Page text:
I was wondering why I suddenly broke down crying while I was walking along EDSA on my way to take the stairs of MRT Station in Quezon City. It was triggered by being sent back and forth to different government agencies just to register my daughter in the system after an entire week of endless struggles to obtain identity in my home country.
In a brief instant, I imagined myself and wished that I was confidently driving my own car along Sheikh Zayed Road instead. Here I was, feeling like an "invisible immigrant". Angry at myself for not knowing anything, feeling worthless due to loss of status, and feeling so lost and confused. As I verbalised my thoughts of driving in Dubai aloud, my husband thought I was being a pompous *ss and angrily replied,"You can purchase your own plane tickets back to Dubai as soon as we get home."
I am used to being out of my comfort zone but this sudden wave of emotions completely took me by surprise. When a friend who's also returning to the Philippines posted this article on her newsfeed, it gives meaning and understanding to the emotional experience.
10 Tips in Overcoming Homesickness of Expat Country and feeling less invisible
According to most articles about repatriation, it may take years to adjust but nothing stops us from starting today.
1. Reminiscing good 'ol days. Please pardon me for posting Travel Recaps of my so called glory days here. This explains it.
2. Connecting with expat friends back in Dubai I am grateful to Whatsapp and social media for the communication with expat friends back in Dubai. We still exchange recipes and stories regularly.
3. Connecting with other expats, balikbayan and former OFWs (Overseas Filipino Workers) who have returned. They offer advice and very good information in re-integration to society and business start-up tips.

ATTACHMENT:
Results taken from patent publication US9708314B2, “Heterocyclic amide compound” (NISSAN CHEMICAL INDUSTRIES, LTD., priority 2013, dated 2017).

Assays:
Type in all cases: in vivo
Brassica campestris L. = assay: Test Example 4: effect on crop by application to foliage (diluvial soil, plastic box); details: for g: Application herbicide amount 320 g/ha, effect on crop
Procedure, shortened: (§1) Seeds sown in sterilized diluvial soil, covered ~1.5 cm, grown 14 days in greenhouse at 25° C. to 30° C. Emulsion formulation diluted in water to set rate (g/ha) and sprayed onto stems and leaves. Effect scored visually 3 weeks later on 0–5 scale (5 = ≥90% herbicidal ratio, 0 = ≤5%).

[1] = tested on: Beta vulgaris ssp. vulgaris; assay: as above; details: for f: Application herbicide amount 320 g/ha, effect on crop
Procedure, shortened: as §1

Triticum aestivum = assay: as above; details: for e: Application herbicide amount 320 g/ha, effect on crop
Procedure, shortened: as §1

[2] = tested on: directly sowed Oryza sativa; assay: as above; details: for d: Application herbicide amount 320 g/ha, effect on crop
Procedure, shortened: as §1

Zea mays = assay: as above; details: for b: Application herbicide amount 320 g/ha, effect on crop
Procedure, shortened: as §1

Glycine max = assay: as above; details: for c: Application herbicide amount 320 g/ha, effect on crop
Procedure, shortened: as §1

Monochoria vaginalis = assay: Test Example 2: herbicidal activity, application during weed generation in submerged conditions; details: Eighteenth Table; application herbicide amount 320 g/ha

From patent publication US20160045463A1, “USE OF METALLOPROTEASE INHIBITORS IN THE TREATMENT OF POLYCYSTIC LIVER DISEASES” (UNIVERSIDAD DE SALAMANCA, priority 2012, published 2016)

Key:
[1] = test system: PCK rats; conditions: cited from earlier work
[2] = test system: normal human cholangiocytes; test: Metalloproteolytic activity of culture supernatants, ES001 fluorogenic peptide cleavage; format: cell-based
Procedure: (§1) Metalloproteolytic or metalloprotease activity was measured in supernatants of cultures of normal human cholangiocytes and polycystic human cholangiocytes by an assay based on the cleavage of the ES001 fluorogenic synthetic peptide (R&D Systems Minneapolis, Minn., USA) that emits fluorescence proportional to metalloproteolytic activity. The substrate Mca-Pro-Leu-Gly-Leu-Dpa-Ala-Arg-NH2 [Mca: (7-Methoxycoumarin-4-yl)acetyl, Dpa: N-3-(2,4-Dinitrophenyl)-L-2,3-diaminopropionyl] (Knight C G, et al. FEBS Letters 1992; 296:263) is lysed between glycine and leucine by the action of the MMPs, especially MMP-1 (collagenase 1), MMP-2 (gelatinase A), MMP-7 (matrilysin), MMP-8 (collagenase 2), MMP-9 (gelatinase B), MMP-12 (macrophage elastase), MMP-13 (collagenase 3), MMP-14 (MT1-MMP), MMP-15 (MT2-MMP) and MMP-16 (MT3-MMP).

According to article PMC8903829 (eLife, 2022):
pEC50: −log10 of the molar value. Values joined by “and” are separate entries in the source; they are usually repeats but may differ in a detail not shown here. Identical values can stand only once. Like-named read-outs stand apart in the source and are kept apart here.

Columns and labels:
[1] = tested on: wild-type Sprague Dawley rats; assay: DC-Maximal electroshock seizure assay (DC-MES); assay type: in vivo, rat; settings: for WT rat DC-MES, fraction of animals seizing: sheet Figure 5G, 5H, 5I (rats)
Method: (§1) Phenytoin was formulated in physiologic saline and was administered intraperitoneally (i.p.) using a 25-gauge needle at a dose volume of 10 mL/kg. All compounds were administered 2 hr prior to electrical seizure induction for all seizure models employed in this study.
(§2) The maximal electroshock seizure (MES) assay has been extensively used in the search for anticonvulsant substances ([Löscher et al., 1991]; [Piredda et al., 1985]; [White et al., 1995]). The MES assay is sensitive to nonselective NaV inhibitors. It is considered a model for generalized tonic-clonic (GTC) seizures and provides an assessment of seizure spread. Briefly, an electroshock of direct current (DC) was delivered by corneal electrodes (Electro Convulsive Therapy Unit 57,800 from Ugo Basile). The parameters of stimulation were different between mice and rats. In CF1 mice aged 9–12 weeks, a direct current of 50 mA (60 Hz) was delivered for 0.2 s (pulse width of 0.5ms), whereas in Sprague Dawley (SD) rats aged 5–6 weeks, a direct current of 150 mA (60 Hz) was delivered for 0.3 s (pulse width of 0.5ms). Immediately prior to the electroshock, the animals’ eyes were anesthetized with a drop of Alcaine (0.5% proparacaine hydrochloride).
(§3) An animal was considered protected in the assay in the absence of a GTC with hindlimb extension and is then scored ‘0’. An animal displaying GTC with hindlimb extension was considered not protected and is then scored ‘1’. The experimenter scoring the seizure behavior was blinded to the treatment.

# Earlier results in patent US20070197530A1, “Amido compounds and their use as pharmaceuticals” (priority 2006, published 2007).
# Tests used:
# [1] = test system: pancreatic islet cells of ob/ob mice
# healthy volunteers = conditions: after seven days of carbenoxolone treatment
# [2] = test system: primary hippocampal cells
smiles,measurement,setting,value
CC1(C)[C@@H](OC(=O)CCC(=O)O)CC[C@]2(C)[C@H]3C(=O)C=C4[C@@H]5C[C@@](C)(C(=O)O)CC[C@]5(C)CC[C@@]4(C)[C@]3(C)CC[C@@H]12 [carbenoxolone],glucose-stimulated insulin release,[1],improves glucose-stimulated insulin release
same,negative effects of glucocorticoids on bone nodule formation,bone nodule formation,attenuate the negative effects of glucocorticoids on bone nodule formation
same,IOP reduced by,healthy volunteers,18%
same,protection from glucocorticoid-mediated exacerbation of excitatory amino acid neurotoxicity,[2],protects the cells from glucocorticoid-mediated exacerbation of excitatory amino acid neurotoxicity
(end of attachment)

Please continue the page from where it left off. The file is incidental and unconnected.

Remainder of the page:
4. Family support I am grateful for the support my family extended to me as they helped look after my daughter while we take care of administrative tasks. They offered valuable knowledge in finding my way around and getting things done.
5. Explore beautiful places in your home country I wish I have the budget and time to do this right now but whenever I see photos of my brother's trip to Calaguas, Camarines Norte and my sister's trip to Calatagan, Batangas, I am excited and look forward to living here.
6. Take up a hobby or an activity of interest I enjoy daily afternoon walks with my husband and daughter around the neighbourhood. Surprisingly, I enjoy morning trips to the vegetable market on my own.
7. Blog about it. Writing this post is such a great feeling.
8. Baby steps. It's okay if you don't get things done in your goals list. Our level of expectations may be higher than what reality might reveal. In Dubai I could have processed the same tasks within a day but I have to understand that each country has its own differences in processing things. Patience is our ally. It's okay if I don't get it done today.
9. Always watch out for the good in everything. Okay, I may have been sent to different agencies from north to south in one morning, but the people in the windows were very kind and accommodating. They were willing to help and made it easier than it would normally take. When I focus on the good people and good events, they outweigh the cons big time.
10. Be involved in a cause. This is one of my long term goals. I aspire to do something purposeful while I am living here.
This is it. I live here and no where else.
Love & light,